.This continues my recent post titled Doubting Jesus, “The web of doubt spinning in his darkness…the message John the Baptist sent to Jesus was:
“Are you the one who is to come, or shall we look for another?”
The curiousness of this question is that it is his response to what he had just been told about Jesus’ extraordinary miracles. Here’s a bit of the back story: all of Judea and the surrounding country was abuzz with some of Jesus’ latest miracles, of which the raising of a widow’s son from the dead was most astonishing. .
Jesus had such compassion on the hopeless situation of the widow, whose son was basically her provider and caretaker, that he walked up to the open casket where the son’s body was and said, “Young man, arise!” The young man literally sat up and started talking! Jesus then presented him back to his mom, alive and well. .
This thoughtful gift of life, hope and provision came wrapped in a jaw-dropping miracle. A holy fear gripped everyone and they began glorifying God. Word got out that “God has visited his people!” .
I’m guessing ripples of this story had reached John the Baptist’s ears as he sat chained in the damp, dark, dungeon. Even so, his disciples proceeded to give him the accurate, unabridged version upon their next visit to him. .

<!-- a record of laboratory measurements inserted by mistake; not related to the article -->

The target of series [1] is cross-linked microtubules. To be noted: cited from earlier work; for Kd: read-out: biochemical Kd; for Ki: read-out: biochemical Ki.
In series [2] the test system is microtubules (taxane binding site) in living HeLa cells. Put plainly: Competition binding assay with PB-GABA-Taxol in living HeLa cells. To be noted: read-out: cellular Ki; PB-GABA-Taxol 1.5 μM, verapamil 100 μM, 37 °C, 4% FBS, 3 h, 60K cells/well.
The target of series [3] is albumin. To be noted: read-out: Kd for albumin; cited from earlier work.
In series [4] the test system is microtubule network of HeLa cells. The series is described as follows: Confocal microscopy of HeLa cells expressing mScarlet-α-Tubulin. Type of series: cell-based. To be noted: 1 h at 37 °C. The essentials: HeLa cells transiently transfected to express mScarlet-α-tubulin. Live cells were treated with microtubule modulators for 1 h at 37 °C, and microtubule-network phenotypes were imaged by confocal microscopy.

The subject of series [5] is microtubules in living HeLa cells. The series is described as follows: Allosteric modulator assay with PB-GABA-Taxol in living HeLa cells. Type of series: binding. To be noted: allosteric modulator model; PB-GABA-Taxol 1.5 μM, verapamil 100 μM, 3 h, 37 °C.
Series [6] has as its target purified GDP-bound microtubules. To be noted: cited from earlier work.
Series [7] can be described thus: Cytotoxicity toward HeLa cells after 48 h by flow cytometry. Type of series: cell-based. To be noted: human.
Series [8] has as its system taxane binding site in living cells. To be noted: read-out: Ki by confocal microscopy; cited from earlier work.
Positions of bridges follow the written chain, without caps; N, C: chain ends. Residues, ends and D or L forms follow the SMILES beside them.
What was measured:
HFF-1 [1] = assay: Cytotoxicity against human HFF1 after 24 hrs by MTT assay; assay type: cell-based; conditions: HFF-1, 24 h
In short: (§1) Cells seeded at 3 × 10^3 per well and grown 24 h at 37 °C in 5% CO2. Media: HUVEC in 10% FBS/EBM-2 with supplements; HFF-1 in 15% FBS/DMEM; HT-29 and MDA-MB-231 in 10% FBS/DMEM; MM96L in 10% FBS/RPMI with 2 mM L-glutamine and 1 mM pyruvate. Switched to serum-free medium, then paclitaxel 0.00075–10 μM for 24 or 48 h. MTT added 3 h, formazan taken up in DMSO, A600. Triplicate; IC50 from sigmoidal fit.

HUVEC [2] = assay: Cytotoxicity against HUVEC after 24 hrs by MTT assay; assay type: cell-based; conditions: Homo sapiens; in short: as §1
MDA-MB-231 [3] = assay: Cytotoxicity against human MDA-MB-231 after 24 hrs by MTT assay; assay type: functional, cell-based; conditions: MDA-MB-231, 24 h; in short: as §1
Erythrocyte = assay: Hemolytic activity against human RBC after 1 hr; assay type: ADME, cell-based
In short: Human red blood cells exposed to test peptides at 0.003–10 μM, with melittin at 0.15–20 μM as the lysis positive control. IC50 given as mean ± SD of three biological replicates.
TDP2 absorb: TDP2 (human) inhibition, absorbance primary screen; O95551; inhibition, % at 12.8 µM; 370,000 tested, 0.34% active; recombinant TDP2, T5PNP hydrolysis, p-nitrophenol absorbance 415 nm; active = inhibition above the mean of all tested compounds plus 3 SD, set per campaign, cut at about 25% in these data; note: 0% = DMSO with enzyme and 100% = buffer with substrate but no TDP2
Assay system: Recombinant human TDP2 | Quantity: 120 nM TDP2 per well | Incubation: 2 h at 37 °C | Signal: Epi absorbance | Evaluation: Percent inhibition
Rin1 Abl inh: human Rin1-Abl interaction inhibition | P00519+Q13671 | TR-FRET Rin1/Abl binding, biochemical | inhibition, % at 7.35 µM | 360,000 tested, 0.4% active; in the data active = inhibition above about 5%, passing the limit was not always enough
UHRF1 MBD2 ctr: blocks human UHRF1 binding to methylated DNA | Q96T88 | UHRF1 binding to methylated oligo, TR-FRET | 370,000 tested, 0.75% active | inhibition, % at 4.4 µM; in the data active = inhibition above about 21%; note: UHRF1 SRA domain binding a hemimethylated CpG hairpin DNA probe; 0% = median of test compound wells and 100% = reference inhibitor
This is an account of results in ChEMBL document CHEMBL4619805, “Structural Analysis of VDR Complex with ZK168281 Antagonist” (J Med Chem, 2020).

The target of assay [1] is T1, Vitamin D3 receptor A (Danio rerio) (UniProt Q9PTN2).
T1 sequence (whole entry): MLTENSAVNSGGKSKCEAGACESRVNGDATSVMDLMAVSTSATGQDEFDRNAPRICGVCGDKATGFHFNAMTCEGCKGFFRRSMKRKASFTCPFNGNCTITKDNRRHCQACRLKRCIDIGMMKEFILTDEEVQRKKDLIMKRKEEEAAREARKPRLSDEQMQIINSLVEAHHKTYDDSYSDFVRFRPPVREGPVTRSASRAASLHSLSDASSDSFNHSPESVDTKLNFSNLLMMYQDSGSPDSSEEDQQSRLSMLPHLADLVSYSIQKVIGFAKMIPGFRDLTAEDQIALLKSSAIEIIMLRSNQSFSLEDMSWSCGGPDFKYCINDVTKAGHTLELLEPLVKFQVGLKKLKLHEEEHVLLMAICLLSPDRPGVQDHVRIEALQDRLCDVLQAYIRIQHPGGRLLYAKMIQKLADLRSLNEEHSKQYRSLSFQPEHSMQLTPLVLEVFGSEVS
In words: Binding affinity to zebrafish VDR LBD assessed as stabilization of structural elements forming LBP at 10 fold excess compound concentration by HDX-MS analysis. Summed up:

John’s response? “Ask Jesus if he is the one to come, or should we keep looking for another?” .
Seriously, John? That is your response? A question of doubt? .
You were supposed to rejoice and be happy! That was some kind of miracle! Weren’t you completely blown away by that? A prophet like you should have glorified God, for who else can speak to the dead and make them live? .
Like you and I, John the Baptist was completely human. Men and women of faith are, you know. Even those of us called by God and used for His glory can come to a point in our trials and temptations, we find it hard to rejoice when the same wonderful things are not happening for us.
Is it envy? Jealousy? Coveting another’s miracle?
God visited them, so why doesn’t he visit me? The why me? question in our trials are often followed by the what about me!? complaint. Have we succumbed to the erroneous thought of who Jesus is supposed to be for me and what wonderful things he is supposed to do for me that we forget his chief purpose and his greatest miracle? .
It’s almost as if we are disappointed in him.
Jesus’ reply to John the Baptist’s doubt was this:
“Tell him what you’ve seen and heard: the blind receive their sight, the lame walk, the sick are healed, the deaf hear, the dead are raised, and the poor have good news preached to them. Happy are those who are not disappointed in me.”
That answer gives the essence to the prophecy foretold of the Messiah in Isaiah 61. He was reminding John that He is the fulfillment of that passage, and that John’s faith needed to be firmly placed, once again, in that fact, and in that fact alone.
John well knew that Isaiah’s prophecy was not only about temporary miracles, but about God visiting us for an eternal purpose. The successive chapters in Isaiah are about salvation; about wrath, mercy, and justice.
Jesus’ answer in fact was about the Lamb of God, who takes away the sin of the world. “Don’t be disappointed in me, John. I am exactly who you’ve proclaimed me to be all along.” .
Jesus’ reply was an invitation for John to recover his faith, to overcome disappointment and find happiness in the greatest truth of all. .
Your invitation to Jesus today is to do the same. .
“Blessed is the one who is not offended by me.” Luke 7:23